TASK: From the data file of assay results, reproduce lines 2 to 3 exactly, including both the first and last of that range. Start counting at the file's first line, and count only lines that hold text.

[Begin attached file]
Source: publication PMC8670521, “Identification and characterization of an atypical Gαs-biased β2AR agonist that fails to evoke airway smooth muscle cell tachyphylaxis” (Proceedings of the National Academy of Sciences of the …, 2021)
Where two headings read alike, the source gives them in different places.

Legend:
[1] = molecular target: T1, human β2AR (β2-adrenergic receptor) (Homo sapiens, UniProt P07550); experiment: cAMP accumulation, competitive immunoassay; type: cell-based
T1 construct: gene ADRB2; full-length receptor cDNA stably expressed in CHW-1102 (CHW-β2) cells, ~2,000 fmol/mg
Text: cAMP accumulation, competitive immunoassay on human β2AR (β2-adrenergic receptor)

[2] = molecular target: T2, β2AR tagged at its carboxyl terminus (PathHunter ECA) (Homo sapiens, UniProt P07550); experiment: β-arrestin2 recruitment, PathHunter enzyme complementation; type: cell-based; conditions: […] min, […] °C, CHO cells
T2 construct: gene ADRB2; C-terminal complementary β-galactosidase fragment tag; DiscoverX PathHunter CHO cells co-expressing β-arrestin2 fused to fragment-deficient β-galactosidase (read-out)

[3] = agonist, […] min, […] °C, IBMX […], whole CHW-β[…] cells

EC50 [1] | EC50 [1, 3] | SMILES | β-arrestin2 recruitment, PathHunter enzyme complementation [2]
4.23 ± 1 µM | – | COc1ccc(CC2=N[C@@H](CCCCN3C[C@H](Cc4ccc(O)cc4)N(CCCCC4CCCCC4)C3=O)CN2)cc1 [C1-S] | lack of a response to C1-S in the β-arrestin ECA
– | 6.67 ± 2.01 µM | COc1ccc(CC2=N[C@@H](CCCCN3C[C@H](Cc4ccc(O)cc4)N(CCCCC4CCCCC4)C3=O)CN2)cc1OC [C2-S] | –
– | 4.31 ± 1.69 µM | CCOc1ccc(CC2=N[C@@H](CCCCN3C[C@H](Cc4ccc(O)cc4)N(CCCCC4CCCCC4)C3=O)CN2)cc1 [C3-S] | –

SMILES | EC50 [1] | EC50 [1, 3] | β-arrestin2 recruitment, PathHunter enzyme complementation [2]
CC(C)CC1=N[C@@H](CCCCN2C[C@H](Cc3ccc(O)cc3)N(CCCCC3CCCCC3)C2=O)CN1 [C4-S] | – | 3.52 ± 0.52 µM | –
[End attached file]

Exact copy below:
Where two headings read alike, the source gives them in different places.

Legend: